My linking of democracy and diversity may seem obvious to those of us here. It is, however, a point that often seems to get lost in the debate surrounding the future of America in light of shifting demographics that will ultimately make the rest of the country what California is today – a society of minorities. In this debate, it is crucial to reiterate the point that democracy and diversity go hand-in-hand to counter another, darker strain of American thought. This strain of thought rejects the idea that a diverse population is part of the democratic ideal. In this view, outsider groups threaten American democracy with their customs, beliefs, practices, and values. Proponents of this view would limit physical access to America by immigrants and repress their fellow Americans whose values or way of life are different than their own.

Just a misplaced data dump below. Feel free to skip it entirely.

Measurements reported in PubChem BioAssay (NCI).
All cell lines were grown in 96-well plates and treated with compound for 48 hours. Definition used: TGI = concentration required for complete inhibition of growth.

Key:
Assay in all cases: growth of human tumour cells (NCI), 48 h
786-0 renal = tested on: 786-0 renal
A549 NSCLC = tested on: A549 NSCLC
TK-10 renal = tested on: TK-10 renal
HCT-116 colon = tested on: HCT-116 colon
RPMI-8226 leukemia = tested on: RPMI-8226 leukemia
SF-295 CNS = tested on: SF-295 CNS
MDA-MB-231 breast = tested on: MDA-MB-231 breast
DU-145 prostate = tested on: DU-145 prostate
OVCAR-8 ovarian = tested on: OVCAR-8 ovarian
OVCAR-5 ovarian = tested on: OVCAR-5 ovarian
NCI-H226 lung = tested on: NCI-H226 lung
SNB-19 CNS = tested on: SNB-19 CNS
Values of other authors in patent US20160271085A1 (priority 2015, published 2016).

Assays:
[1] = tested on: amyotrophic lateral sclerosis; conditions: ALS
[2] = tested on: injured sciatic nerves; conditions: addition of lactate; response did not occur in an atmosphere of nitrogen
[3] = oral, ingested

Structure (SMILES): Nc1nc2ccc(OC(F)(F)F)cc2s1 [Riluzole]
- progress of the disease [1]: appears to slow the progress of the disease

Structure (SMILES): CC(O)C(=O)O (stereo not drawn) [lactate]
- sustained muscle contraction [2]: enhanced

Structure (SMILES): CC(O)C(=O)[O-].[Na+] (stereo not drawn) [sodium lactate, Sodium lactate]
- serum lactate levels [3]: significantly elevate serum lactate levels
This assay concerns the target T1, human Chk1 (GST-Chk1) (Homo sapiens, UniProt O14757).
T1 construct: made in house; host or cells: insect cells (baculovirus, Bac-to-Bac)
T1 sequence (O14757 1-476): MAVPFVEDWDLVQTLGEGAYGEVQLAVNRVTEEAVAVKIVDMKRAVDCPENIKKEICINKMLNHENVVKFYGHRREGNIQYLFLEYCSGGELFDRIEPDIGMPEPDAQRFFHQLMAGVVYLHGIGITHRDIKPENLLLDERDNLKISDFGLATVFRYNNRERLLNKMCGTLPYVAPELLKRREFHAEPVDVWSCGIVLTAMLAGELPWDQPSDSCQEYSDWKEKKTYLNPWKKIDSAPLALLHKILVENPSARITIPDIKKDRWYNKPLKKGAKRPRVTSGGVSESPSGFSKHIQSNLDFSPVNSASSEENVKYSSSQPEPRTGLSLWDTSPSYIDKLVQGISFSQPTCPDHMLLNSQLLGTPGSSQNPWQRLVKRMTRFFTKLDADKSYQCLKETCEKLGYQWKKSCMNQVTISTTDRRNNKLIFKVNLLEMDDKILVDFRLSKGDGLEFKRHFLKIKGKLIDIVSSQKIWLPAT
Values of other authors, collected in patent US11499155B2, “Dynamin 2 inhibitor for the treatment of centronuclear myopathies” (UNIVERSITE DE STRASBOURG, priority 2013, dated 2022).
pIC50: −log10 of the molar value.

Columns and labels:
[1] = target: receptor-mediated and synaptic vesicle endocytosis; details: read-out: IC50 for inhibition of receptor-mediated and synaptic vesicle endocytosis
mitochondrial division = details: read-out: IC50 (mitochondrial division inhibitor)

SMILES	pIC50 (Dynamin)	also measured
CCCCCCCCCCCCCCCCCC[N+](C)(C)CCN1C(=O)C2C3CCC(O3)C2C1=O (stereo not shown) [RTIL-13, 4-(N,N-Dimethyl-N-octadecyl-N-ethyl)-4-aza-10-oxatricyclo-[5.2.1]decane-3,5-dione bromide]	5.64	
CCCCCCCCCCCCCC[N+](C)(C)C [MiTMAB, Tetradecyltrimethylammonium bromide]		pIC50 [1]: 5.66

The desire to exclude immigrants has all too often been wedded to racist notions of who deserves to be an American. This racist ideology has found expression in such phenomena as the Chinese Exclusion Act of 1882, the 1924 Immigration Act that limited immigrants from Southern Europe, the mass deportation of Mexican immigrants during the Depression and the internment of Japanese-Americans. The repressive strain of this ideology has been expressed in the legal treatment of American women throughout much of our history, and the criminalization of sexual practices that served, until recently, as the justification for widespread discrimination against gay and lesbian Americans. And, of course, both the racist and repressive parts of this ideology found their fullest and most shameful expression in the segregation of African-Americans and the consignment of those Americans to second-class citizenship.